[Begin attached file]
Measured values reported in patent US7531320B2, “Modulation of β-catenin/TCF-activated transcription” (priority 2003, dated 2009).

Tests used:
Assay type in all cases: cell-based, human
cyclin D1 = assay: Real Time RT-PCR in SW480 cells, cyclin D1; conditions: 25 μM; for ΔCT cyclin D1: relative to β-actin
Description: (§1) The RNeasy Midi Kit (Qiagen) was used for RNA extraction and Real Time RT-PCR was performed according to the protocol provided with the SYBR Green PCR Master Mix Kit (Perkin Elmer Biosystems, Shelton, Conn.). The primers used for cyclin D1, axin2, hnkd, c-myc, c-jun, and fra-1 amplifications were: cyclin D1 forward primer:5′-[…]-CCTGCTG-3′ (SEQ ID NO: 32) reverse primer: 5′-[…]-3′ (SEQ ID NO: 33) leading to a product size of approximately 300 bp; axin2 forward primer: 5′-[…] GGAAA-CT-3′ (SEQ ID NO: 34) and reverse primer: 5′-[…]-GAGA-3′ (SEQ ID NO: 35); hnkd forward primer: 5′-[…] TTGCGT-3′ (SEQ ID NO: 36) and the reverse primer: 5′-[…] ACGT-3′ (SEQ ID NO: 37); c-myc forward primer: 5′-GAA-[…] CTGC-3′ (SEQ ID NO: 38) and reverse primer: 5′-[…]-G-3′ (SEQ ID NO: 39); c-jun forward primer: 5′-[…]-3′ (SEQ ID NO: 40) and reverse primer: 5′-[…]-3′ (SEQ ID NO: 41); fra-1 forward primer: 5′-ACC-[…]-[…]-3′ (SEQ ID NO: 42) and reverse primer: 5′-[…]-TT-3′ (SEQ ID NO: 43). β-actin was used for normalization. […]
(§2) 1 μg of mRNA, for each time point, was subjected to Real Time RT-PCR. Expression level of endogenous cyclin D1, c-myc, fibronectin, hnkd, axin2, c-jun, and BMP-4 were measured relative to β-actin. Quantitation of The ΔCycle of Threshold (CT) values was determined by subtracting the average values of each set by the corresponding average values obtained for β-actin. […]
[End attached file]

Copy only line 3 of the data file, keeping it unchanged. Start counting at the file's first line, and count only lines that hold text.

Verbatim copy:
Assay type in all cases: cell-based, human